Apple switches off Back to My Mac remote access for all users

William Gallagher for AppleInsider:

Months after Apple first announced that it was dropping Back to My Mac, the service was officially switched off on July 1, 2019.

Introduced back in 2007 as a major part of Mac OS X Leopard, it was a way for users to remotely access their Macs across the internet.

The ability to share the screen of a Mac across the same network remains, and Apple does still offer a way to control Macs over the internet with the Apple Remote Desktop app. However, while Apple recommends that users switch to this administration tool, it costs $80, hasn’t been updated for two years, and is generally unreliable.

MacDailyNews Take: Right on schedule!

AI has a run down of three quick and easy alternatives to Back to My Mac here.


  1. Actually, the ability to natively remote into a Mac has existed since the Dark Days.

    It was always interesting to walk into a store with Wintel sales people knocking Macs, find a Mac somewhere in the back corner that was connected to the Internet, then remote into my home Mac. I almost always got the obligatory, “How the hell did you do that?” and “You must have special software loaded onto the Mac that’s not publicly available!”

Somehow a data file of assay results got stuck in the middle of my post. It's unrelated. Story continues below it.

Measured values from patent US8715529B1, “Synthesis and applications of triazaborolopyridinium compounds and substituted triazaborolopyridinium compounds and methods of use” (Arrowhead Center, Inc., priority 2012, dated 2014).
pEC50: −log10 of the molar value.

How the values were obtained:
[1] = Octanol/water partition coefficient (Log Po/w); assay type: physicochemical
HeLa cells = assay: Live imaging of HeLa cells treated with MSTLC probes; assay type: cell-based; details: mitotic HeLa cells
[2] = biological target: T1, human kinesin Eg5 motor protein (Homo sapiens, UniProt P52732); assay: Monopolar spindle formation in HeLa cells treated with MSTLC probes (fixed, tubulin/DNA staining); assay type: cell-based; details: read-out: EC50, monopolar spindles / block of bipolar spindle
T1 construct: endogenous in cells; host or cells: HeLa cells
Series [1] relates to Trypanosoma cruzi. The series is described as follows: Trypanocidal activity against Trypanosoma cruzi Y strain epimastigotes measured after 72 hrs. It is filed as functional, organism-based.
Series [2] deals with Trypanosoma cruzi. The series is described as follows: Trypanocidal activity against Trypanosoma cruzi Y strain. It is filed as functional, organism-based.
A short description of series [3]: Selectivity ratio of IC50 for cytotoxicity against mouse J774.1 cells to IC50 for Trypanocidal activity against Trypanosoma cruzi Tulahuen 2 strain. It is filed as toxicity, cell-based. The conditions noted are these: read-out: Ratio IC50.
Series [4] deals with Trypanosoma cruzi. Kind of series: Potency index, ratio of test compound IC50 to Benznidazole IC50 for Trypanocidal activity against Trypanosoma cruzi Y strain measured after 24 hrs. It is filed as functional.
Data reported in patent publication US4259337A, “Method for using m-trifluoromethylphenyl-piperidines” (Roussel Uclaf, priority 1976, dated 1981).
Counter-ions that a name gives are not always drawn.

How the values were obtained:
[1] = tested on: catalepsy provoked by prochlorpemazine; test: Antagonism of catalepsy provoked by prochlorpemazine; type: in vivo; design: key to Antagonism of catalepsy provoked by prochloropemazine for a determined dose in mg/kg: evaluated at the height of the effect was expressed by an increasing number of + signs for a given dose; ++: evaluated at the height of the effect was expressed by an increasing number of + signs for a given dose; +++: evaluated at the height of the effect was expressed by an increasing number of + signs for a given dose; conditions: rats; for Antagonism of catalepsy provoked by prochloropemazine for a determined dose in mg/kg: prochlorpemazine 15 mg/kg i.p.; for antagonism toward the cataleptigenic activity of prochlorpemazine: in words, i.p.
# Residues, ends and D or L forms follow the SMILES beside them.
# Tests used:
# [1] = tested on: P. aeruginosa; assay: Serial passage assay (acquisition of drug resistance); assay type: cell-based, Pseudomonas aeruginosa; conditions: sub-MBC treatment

When I told them that the capability was native in the Mac and explained to them how it was done, they were almost always amazed.

    The same could be said for voice and command recognition having been in the Mac since 1993.

    Too bad I don’t know of any truly amazing Mac things that are not in Windows 10. So much for innovation on the Mac as of late.

  2. You can still do screen share requests through iMessage. Handy for parental IT support (assuming you can get iMessage running on their side). I have theirs setup to auto start iMessage, if it’s ever buggered up I just tell them to reboot, then I can remote in.

  3. Back to my Mac was for more than screen sharing. It was a proper VPN function, where a home user could connect to the office network and use QuickBooks server and access the file server and print and everything like if they were in the office. Apple killed the function inside my Airport Extreme 802.11ac last model.

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